Both stories featured in this release are very enjoyable with the second being one of the best of the six two-part stories that have featured over this trilogy, largely due its only featuring the three main characters throughout aside from a brief cameo in one scene. It is a credit to both authors that these stories fit so seamlessly into the existing canon of previous audio adventures, given that neither has previously written for this particular TARDIS team.

The Seventh Doctor and Ace are back alongside Melanie Bush for the next trilogy of releases which resumes the main range’s traditional four-part story format beginning with The High Price of Parking.

 

Shadow Planet / World Apart  is available now from Big Finish and on general release from July 31st 2017






Original Sin - Big Finish AudioDramaBookmark and Share

Wednesday, 12 April 2017 - Reviewed by Martin Hudecek
Original Sin (Credit: Big Finish)
 

Written By: Andy Lane,

Adapted By: John Dorney

Directed By: Ken Bentley

STARRING:
Sylvester McCoy (The Doctor), 
Lisa Bowerman (Bernice Summerfield), 
Yasmin Bannerman (Roz Forrester), 
Travis Oliver (Chris Cwej)

WITH: Andrew French (Beltempest), 
Philip Voss (Robot/ Under-Sergeant), 
Amrita Acharia (Rashid/ Computer/ Shythe Shahid), 
Robbie Stevens (Dantalion/ Homeless/ Securitybot), 
Jot Davies (Powerless/ Pryce/ Hater/ Evan Claple).

( Other parts played by members of the cast).
 


 


Written By: Andy Lane + Adapted by John Dorney

Director: Ken Bentley

Sound Design: Russell McGee

Music: Crispin Merrell & Gordon Young

Cover Art: Tom Newsom

Executive Producers: Jason Haigh-Ellery and Nicholas Briggs

****

Available on 2 CDS or Digital Download

Duration: 2 hours approx
 

Big Finish Release: December 2016

General Release: 31st January 2017

The future Earth Empire is truly a bustling and expanding phenomenon. But something very suspect and decadent lies at its core. Two of the law-keepers of the ‘United Kingdom’ – better denoted as Spaceport Five Overcity – start their day assuming ‘business as usual’. One is the experienced Roz, the other the relatively fresh-faced Cwej.

By the end of their run-in with a mysterious little man called ‘the Doctor’ and his unusually informal academic friend Bernice, they will have markedly different views of their identity and the wider cosmos around them. Unstable stasis fields, cybernetic technology, and travels across the stars will all come into play. And a slug-like race known as the Hith will have a chance to restore their reputation, in spite of the sizeable propaganda delivered on the ever-present public newscasts.


Original Sin was a novel that saw the New Adventures range re-calibrate for a different ‘era’. Following the milestone that was Human Nature – a book so remarkable it had a second telling as a Tenth Doctor story in 2007 - more ‘traditional’ adventures across the cosmos were back amongst the status quo. Sporting a very nice cover, the book is now unfortunately hard to track down, and thus for many this adaptation is even more welcome.

I had become a somewhat infrequent reader of the paperback adventures, at the time. Owing to having a multitude of other books to read as part of homework assignments, as well as those tomes given as presents, the net-result was that the Seventh Doctor’s literary incarnation had some serious competition for my escapist affections.

Damaged Goods had already showcased the wonderful duo of Cwej and Forrester, with Yasmin Bannerman and Travis Oliver established as committed and engaging performers. Credit once again to them for managing to convince of the same characters, but this time at an earlier point in their lives; before they had the chance to travel with the Doctor and Bernice.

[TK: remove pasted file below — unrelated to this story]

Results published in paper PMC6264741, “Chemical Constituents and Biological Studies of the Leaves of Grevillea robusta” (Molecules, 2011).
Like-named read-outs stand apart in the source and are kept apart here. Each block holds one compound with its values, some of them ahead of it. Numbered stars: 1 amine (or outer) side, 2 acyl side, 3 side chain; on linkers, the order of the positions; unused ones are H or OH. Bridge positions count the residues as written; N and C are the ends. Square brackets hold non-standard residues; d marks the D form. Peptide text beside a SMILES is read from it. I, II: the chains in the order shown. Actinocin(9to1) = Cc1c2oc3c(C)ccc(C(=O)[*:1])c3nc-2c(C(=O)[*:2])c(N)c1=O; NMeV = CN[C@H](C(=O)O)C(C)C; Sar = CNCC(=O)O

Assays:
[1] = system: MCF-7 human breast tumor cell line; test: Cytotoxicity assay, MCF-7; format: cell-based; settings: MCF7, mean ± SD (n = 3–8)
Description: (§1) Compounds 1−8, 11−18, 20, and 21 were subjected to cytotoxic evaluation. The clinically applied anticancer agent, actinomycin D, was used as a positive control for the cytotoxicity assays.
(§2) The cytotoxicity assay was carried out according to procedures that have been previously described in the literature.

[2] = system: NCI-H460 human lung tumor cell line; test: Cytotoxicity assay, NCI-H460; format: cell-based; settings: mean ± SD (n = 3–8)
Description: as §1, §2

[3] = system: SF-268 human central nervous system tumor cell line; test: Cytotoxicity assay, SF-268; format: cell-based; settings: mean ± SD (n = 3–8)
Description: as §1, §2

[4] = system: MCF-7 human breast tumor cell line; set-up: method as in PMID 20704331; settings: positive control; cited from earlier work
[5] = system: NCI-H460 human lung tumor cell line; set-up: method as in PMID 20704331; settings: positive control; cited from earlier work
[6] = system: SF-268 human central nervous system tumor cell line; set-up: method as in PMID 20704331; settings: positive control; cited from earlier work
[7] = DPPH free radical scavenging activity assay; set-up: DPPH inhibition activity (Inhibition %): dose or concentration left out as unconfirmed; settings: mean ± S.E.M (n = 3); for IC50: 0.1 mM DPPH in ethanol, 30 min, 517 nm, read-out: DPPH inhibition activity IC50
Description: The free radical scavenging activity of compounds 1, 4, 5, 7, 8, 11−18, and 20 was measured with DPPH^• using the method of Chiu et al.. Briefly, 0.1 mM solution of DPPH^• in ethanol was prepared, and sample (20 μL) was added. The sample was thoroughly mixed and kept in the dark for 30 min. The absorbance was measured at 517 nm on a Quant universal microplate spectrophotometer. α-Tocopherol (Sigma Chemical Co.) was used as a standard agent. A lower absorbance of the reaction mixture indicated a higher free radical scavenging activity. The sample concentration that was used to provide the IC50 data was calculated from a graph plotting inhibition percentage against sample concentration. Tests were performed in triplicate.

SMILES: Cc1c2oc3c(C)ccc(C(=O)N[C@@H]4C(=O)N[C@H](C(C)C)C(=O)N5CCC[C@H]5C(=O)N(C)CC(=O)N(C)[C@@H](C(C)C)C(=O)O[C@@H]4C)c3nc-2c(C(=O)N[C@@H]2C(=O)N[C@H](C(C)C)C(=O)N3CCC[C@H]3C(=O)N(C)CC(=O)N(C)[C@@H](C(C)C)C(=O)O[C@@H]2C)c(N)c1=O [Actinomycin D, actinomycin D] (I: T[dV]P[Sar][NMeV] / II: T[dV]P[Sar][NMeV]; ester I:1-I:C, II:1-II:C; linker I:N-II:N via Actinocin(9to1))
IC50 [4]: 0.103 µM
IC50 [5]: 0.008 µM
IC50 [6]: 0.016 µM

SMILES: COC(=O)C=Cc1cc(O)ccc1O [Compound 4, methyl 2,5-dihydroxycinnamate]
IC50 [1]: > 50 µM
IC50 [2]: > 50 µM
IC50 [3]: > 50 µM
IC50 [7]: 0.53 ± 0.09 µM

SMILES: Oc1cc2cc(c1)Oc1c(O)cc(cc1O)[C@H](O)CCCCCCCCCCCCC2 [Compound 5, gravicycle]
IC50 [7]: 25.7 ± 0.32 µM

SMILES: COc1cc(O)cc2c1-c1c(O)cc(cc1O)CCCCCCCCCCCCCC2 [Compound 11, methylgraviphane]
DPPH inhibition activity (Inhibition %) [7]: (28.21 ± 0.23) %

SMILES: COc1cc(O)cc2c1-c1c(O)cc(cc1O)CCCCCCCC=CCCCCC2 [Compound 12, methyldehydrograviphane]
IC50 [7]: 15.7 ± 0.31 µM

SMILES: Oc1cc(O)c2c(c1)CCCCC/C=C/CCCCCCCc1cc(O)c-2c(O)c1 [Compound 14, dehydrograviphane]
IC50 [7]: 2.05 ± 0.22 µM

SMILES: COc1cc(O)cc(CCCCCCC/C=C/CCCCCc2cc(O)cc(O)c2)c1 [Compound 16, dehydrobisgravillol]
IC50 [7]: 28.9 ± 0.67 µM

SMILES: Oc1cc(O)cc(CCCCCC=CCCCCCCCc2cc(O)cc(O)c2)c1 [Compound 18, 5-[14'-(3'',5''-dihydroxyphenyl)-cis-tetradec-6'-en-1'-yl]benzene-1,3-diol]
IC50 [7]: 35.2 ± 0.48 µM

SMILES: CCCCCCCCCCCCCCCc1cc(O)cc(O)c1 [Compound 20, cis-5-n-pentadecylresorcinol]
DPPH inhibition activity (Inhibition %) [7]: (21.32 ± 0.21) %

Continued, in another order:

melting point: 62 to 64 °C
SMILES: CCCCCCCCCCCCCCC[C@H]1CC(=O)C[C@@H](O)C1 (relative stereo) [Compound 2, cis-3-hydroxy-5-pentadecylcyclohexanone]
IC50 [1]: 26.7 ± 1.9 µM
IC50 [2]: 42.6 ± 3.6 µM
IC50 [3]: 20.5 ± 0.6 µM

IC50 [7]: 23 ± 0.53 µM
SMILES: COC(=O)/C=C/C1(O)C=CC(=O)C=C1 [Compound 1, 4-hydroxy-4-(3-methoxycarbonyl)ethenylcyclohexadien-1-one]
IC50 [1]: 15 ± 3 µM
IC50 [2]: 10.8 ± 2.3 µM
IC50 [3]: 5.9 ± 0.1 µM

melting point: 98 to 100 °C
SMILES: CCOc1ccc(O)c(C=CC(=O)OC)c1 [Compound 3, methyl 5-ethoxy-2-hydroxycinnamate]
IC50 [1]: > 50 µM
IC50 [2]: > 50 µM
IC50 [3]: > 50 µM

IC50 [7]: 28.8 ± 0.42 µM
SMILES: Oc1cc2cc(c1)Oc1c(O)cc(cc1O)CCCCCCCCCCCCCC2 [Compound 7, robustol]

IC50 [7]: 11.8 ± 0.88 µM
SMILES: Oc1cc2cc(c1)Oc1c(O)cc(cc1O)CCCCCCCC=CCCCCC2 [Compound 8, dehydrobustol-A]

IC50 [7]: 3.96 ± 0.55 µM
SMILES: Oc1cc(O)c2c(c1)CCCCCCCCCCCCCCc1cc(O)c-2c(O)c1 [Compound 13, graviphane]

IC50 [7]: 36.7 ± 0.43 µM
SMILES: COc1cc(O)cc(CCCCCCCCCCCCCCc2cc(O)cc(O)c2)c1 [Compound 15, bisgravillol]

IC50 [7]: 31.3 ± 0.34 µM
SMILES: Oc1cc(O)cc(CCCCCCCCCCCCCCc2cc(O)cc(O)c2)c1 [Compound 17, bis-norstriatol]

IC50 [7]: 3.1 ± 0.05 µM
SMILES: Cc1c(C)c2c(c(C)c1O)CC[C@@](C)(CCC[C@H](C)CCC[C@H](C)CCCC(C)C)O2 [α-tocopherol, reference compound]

What is important, and what Ken Bentley so handily delivers in this play, is a credible bonding process between the two markedly different Adjudicators. The listener swiftly cares for their friendship, and it is also important that they relate as well as they do to the Doctor’s present companion; Professor Summerfield.

Supporting characters are especially well done here, a by-product of Andy Lane’s sterling source material and enlivened with panache by the voice talent enlisted by Big Finish. Especially well-characterised is Provost-Major Beltempest, who goes from seemingly heartless military professional to someone more helpful and open- minded, and then a key twist is revealed which ties in with one of the core story strands. Also the psychotic criminal Zebulon Pryce is portrayed in more than broad brush strokes, and together with the Doctor – during a standard moment of captivity for our title hero - has a truly fascinating ethical debate, where some of the ‘Time’s Champion’ burden is fully explored. The only real drawback is the scale of the story, and thus some familiar sounding voices recur as some cast members  have two (or more) roles.

Sylvester McCoy and Lisa Bowerman typically work well together, and this story sees an even better partnership. Whilst their alter egos do split up several times, they have enough audio time together, which perhaps was not the case in a story such as The Highest Science. With plenty of knowing wit and teasing of one another, it is clear they match as personalities, and furthermore it is clear that each would take a bullet/ laser/arrow for the other.

Having a returning villain from the classic series is typical for the Virgin line of books that lasted for much of the Nineties. This antagonist hales from the black and white days of the TV series, and is well-done and authentically acted; thus justifying his/her inclusion. Furthermore, the theme of survival, but at the cost of identity, is nicely combined with this use of Who continuity.